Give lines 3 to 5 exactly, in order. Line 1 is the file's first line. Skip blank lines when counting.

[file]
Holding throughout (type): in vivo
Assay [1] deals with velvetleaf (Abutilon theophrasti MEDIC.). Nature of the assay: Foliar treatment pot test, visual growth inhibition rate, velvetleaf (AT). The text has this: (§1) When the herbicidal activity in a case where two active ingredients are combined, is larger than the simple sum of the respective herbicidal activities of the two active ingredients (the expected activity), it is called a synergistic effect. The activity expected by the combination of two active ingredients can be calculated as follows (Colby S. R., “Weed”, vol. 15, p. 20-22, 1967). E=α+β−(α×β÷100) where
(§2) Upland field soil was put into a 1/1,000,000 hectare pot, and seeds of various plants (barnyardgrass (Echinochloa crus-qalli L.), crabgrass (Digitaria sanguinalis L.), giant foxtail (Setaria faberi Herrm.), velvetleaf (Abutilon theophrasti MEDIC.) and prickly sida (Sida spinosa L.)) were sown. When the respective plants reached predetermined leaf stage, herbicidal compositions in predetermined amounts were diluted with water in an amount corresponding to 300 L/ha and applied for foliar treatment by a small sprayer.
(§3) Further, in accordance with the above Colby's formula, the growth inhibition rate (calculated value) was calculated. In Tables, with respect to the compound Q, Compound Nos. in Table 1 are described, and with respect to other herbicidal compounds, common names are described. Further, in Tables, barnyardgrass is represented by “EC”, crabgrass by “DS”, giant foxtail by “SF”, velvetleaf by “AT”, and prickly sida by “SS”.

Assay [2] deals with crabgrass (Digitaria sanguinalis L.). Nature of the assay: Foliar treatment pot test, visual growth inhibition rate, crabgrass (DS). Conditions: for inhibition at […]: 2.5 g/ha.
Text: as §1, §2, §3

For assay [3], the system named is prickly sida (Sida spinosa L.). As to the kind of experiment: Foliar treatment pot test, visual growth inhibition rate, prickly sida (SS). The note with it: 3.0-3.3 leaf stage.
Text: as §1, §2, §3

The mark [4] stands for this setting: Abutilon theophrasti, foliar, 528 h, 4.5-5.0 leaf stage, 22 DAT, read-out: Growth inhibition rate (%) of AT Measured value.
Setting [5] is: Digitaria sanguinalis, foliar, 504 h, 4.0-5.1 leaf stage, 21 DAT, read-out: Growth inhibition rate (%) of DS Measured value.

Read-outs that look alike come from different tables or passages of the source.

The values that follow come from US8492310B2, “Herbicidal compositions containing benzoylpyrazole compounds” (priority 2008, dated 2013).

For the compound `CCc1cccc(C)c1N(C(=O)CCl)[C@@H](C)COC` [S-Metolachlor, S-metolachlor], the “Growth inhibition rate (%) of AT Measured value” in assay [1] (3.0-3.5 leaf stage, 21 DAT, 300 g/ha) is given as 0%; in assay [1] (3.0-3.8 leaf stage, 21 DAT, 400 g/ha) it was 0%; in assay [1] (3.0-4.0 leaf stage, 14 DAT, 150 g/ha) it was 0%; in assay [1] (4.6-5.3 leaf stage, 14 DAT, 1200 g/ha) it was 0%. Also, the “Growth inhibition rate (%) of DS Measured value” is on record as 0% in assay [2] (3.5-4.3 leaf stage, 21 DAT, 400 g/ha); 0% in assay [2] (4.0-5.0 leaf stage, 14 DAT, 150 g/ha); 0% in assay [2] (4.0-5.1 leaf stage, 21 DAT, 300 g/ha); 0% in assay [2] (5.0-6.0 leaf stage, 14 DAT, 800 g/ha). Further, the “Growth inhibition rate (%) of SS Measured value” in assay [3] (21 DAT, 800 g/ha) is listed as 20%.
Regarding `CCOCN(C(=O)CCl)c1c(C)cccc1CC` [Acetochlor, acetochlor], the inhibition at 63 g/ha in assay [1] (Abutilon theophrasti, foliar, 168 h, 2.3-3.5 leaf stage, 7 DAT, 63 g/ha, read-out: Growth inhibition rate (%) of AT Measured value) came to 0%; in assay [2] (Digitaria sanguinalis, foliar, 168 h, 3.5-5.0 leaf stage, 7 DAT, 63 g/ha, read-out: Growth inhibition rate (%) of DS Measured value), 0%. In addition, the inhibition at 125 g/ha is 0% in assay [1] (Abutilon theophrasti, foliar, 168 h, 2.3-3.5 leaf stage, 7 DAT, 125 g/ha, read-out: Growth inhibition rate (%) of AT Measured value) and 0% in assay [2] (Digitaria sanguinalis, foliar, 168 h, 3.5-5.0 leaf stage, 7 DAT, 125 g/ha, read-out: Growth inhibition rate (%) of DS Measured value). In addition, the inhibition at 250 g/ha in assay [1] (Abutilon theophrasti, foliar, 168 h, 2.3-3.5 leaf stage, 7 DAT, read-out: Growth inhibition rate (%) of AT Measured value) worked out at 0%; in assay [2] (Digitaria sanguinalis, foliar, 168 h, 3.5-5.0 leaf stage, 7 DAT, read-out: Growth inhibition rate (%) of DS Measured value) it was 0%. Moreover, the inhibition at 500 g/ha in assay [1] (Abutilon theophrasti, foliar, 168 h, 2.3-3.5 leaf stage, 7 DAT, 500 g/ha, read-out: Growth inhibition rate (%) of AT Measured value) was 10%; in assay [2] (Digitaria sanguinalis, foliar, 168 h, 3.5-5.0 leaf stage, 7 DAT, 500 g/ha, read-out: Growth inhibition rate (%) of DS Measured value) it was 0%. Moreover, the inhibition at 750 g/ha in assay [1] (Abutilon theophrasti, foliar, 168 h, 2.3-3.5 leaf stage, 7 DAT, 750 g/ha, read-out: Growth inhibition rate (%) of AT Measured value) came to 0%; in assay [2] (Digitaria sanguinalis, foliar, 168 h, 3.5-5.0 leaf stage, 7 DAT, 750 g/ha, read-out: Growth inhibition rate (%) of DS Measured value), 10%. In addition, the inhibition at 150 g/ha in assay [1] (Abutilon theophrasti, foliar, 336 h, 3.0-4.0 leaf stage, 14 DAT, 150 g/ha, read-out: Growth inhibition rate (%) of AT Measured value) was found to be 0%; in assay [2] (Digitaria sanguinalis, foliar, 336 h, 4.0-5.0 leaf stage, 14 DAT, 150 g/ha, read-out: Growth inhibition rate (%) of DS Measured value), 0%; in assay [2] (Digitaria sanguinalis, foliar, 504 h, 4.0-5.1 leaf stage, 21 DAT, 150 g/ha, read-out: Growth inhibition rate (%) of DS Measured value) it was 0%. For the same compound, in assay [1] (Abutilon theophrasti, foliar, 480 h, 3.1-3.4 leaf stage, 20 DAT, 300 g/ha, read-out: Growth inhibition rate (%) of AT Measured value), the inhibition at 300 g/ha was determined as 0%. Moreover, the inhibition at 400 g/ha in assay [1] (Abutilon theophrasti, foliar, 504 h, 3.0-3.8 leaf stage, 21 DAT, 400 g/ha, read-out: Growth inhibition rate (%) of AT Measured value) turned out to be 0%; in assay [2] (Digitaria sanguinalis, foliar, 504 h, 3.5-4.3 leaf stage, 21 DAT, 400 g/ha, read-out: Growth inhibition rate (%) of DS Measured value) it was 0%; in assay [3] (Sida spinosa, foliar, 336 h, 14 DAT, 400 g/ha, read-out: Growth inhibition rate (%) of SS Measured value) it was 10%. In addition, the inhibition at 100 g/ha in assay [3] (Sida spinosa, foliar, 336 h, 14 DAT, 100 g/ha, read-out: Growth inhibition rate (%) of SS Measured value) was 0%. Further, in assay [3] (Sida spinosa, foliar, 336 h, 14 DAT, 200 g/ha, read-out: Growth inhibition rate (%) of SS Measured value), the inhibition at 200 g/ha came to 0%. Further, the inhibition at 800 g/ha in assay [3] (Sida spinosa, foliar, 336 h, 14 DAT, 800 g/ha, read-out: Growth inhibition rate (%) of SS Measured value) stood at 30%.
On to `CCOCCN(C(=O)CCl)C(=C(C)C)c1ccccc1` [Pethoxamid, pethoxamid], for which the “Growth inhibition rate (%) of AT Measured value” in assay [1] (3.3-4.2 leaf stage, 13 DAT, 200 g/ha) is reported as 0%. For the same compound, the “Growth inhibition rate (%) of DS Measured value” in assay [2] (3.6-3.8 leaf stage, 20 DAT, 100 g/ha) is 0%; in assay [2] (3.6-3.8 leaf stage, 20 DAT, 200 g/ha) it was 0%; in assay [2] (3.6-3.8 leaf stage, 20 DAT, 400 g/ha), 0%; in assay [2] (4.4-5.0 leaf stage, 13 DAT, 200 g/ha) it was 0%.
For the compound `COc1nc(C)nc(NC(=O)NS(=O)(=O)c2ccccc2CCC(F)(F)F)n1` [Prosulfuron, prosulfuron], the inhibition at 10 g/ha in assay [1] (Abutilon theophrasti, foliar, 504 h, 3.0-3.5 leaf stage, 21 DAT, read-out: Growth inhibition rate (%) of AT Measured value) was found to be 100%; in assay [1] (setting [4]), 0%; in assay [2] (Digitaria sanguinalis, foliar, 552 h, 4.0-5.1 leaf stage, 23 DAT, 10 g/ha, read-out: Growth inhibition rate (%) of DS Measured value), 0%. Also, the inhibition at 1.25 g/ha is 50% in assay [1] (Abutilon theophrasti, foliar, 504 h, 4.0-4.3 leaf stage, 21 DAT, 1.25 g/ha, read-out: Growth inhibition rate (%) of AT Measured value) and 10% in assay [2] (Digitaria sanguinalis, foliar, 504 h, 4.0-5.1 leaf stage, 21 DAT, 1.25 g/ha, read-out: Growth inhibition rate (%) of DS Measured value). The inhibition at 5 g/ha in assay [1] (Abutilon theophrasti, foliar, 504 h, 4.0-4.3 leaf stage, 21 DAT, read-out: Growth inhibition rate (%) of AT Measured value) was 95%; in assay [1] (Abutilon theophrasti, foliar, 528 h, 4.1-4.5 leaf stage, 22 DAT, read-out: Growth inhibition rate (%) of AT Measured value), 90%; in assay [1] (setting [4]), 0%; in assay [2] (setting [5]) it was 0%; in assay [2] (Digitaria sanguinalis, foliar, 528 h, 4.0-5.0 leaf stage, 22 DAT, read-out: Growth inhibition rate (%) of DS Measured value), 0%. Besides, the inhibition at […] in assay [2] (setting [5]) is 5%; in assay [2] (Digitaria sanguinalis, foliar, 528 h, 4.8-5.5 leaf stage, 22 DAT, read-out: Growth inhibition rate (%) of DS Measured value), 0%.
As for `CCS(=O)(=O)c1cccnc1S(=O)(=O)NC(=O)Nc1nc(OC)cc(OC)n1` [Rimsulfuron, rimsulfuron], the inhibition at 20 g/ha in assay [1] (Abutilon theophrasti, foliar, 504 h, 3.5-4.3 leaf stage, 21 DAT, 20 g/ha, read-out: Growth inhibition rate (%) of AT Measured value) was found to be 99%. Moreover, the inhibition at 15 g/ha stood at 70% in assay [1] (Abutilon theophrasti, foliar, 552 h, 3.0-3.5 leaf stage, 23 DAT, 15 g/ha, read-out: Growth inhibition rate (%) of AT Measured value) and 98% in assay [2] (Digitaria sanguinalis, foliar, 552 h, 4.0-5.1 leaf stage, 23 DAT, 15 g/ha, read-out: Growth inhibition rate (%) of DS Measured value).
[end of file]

(§2) Upland field soil was put into a 1/1,000,000 hectare pot, and seeds of various plants (barnyardgrass (Echinochloa crus-qalli L.), crabgrass (Digitaria sanguinalis L.), giant foxtail (Setaria faberi Herrm.), velvetleaf (Abutilon theophrasti MEDIC.) and prickly sida (Sida spinosa L.)) were sown. When the respective plants reached predetermined leaf stage, herbicidal compositions in predetermined amounts were diluted with water in an amount corresponding to 300 L/ha and applied for foliar treatment by a small sprayer.
(§3) Further, in accordance with the above Colby's formula, the growth inhibition rate (calculated value) was calculated. In Tables, with respect to the compound Q, Compound Nos. in Table 1 are described, and with respect to other herbicidal compounds, common names are described. Further, in Tables, barnyardgrass is represented by “EC”, crabgrass by “DS”, giant foxtail by “SF”, velvetleaf by “AT”, and prickly sida by “SS”.

Assay [2] deals with crabgrass (Digitaria sanguinalis L.). Nature of the assay: Foliar treatment pot test, visual growth inhibition rate, crabgrass (DS). Conditions: for inhibition at […]: 2.5 g/ha.